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New Reports Find Alcohol and Tobacco Deaths in Russia Too High

New studies find that about a million people in Russia die each year from alcohol and tobacco related illnesses. And in several recent years, more than half of all Russian deaths between the ages of 15 and 54 were caused by alcohol.

In Russia, deaths outnumber births these days.

The World Health Organization says a Russian man can expect to live to just under 60. In the United States, male life expectancy is 75. United Nations figures show Russia's population is declining by half a percent a year.

A study published in the British medical journal, The Lancet, finds alcohol and tobacco consumption account for Russia's higher death rate compared to western Europe.

Andrei Demin is from the non-governmental Public Health Association in Moscow. He says, "This is the major factor of demographic crisis in the country, which is threatening the future of the country in fact."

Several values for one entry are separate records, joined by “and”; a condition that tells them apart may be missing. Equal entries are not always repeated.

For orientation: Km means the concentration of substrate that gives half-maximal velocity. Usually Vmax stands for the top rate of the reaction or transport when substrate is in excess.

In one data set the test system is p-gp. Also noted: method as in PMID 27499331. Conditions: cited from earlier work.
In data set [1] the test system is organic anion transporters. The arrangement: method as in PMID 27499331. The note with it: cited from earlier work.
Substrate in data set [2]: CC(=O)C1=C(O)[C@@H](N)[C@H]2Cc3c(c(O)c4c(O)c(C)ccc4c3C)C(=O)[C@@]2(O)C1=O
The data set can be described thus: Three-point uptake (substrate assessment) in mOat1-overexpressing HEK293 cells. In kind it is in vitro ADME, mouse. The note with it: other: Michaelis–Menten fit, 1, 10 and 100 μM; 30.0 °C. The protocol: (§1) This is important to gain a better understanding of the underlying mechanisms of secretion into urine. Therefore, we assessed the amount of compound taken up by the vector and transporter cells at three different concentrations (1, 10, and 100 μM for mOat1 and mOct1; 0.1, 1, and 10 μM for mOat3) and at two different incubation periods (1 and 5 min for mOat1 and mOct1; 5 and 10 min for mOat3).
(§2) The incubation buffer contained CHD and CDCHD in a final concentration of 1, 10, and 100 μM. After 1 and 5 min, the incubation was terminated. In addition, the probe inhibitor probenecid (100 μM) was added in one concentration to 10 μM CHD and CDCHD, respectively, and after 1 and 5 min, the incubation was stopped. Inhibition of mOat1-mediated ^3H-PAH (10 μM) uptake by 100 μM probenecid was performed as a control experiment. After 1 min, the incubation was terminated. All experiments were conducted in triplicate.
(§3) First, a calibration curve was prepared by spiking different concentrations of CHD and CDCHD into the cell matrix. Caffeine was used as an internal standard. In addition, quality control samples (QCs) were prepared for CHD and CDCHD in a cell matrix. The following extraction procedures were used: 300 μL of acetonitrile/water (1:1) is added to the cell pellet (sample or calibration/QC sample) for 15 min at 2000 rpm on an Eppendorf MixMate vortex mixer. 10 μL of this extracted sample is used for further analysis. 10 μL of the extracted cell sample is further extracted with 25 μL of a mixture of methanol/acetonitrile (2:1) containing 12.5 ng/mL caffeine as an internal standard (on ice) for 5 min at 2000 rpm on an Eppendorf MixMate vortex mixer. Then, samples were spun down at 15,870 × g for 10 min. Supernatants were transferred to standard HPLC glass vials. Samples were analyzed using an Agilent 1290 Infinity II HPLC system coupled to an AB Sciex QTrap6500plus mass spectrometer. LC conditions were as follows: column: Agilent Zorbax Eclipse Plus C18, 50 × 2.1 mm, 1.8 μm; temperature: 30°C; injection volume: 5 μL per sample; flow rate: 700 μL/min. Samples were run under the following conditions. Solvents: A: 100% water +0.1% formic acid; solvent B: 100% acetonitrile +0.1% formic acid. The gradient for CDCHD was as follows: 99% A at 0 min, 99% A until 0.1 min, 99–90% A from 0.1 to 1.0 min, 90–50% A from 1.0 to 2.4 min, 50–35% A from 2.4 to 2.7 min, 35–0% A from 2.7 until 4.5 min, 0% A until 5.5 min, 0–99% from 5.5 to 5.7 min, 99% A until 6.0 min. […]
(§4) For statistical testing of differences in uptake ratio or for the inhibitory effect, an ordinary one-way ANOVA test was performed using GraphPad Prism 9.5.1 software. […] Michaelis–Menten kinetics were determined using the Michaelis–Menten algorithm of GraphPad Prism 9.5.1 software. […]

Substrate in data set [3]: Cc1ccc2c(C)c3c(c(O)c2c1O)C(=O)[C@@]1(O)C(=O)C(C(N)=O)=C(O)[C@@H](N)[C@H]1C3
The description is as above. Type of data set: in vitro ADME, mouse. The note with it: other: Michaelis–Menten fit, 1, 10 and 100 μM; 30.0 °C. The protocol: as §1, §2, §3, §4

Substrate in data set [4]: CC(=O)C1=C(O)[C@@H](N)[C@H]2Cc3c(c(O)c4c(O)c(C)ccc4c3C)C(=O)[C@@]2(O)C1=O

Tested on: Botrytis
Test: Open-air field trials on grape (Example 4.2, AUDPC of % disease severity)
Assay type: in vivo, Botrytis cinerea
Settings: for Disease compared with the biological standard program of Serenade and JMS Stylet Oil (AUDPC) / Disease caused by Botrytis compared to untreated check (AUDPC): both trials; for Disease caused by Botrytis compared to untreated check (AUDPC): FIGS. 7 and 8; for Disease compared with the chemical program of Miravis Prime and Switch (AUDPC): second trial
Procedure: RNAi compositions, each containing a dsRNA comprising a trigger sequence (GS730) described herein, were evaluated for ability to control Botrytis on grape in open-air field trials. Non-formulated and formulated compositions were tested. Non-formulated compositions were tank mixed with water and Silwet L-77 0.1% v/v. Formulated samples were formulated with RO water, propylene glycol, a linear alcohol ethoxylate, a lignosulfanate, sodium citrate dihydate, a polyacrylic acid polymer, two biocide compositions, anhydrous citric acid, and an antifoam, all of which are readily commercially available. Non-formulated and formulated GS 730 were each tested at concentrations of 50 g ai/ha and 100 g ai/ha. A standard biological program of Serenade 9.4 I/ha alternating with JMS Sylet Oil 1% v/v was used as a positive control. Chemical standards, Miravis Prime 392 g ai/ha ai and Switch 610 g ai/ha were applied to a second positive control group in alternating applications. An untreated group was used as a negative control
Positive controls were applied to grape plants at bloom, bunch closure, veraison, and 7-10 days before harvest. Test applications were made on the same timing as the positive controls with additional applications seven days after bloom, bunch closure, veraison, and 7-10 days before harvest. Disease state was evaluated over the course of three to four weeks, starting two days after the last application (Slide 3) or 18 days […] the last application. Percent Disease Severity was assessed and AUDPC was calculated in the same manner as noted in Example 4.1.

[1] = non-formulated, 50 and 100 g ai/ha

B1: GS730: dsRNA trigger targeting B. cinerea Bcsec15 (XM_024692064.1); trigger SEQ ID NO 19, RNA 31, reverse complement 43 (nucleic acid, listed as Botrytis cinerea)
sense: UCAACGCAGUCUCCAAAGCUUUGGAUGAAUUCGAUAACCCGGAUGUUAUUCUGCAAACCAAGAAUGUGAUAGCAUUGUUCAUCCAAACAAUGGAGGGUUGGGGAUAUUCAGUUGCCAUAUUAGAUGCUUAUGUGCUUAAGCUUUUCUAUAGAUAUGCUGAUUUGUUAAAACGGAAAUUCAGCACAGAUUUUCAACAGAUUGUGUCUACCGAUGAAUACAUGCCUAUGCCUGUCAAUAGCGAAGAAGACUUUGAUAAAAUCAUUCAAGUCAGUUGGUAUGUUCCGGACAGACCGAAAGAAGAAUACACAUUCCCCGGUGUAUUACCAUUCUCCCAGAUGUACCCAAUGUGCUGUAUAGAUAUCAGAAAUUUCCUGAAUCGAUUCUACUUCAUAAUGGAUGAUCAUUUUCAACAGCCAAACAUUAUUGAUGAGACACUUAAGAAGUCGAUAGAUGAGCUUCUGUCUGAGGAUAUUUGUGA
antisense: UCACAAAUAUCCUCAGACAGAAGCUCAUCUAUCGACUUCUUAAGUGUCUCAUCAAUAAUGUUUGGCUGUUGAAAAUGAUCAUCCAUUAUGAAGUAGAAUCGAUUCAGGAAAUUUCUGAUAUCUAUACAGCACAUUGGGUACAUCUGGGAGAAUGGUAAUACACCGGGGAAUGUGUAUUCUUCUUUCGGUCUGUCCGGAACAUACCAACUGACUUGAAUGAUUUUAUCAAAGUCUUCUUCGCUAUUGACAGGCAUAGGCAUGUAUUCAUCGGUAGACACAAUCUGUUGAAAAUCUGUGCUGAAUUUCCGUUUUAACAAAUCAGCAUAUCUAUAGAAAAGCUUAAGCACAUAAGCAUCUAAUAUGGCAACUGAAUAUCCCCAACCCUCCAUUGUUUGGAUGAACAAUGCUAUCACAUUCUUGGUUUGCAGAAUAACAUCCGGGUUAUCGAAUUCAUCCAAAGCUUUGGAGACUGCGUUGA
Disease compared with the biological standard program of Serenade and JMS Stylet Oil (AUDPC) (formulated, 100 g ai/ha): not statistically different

Demin says the average Russian adult drinks 50 bottles of vodka a year. He blames the high consumption rate on easy access to cheap alcohol and tobacco.

At these kiosks in Moscow, cigarettes cost 30 US cents a pack, and beer is less than a dollar - cheaper than water.

Russian President Dmitry Medvedev has described the health crisis as a national security threat.

But Andrei Demin blames Prime Minister Vladimir Putin for failing to raise taxes on tobacco and alcohol. "When he was president he was the first one to put that so high on the political agenda. In the year 2000 he said that demographic decline is problem number one for this country," Demin says,"but in fact nothing has changed a lot since that time."

Russia's health minister, Tatiana Golikova, says a tax hike on alcohol and tobacco must be implemented gradually. "Increasing taxes for a sensitive product has to take into the account the social consequences, and such an increase must be done by stages. We are going to keep pushing that decision, but it won't happen momentarily," she said.

Soviet leader Mikhail Gorbachev's popularity dropped when he imposed drinking regulations in the 1980s.

The present government has instead launched an advertising campaign calling on Russians to take care of themselves, and reminding them of the risks associated with heavy smoking and drinking.